Despite the growing popularity of electronic commerce, the impact of online shopping on the employment of retail salespersons is expected to be minimal. Internet sales have not decreased the need for retail salespersons. Retail stores commonly use an online presence to complement their in-store sales, and many consumers prefer to buy merchandise in person. Retail salespersons will remain important in assisting customers, providing specialized service, and increasing customer satisfaction.
Job prospects. Employment opportunities for retail salespersons are expected to be good because of the need to replace the large number of workers who transfer to other occupations or leave the labor force each year. In addition, many new jobs will be created for retail salespersons as businesses seek to expand operations and enhance customer service. A substantial number of these openings should occur in warehouse clubs and supercenters as a result of strong growth among these establishments.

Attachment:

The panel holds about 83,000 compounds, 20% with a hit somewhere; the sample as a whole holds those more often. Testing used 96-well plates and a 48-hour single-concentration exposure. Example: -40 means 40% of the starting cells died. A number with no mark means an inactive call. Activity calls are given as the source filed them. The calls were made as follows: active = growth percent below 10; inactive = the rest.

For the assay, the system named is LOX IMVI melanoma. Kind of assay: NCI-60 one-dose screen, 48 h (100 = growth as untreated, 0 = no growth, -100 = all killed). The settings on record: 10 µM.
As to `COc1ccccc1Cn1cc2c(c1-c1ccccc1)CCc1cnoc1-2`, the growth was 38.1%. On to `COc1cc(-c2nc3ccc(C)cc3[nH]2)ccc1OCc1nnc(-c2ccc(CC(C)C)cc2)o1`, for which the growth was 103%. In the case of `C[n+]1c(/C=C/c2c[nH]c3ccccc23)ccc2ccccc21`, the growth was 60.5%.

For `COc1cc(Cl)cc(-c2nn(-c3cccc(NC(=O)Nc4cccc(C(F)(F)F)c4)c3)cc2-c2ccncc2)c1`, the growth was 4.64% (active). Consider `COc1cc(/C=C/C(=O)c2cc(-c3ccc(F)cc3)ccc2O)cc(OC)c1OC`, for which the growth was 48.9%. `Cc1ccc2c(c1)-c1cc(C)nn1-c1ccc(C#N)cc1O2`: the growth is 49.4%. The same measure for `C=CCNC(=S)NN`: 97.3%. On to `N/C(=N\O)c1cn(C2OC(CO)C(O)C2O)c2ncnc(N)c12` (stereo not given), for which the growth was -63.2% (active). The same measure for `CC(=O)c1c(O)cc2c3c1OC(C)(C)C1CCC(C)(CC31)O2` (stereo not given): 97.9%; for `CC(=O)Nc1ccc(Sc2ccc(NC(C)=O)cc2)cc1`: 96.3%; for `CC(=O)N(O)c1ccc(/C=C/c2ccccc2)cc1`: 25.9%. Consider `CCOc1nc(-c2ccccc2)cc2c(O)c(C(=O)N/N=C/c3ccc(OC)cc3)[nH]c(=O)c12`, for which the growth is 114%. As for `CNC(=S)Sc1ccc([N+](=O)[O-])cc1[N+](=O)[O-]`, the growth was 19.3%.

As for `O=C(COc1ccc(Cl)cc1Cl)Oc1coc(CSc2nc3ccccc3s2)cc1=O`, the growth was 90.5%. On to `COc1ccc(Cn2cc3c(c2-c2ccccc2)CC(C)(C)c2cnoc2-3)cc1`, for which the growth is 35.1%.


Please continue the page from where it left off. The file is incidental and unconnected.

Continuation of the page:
Opportunities for part-time work should be abundant, and demand is expected be strong for temporary workers during peak selling periods, such as the end-of-year holiday season between Thanksgiving and the beginning of January.
During economic downturns, sales volumes and the resulting demand for sales workers usually decline. Consequently, retail sales jobs generally are more susceptible to fluctuations in the economy than are many other occupations.
Projections data from the National Employment Matrix
|NOTE: Data in this table are rounded.
Earnings for Retail Salesmen